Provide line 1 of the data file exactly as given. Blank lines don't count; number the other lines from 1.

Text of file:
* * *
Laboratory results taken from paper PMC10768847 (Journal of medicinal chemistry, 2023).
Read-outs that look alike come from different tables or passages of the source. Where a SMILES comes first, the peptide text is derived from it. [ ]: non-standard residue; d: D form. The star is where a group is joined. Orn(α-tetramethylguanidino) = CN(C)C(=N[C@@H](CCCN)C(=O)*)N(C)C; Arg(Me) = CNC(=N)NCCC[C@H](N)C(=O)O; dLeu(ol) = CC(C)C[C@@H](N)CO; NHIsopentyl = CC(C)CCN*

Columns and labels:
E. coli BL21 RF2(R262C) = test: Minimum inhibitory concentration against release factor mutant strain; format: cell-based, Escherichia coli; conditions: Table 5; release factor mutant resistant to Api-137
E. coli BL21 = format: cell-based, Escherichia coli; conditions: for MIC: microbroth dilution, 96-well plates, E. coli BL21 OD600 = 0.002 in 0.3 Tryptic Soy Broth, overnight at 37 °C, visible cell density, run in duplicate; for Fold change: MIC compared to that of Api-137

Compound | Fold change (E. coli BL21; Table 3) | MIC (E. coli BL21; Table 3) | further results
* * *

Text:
Laboratory results taken from paper PMC10768847 (Journal of medicinal chemistry, 2023).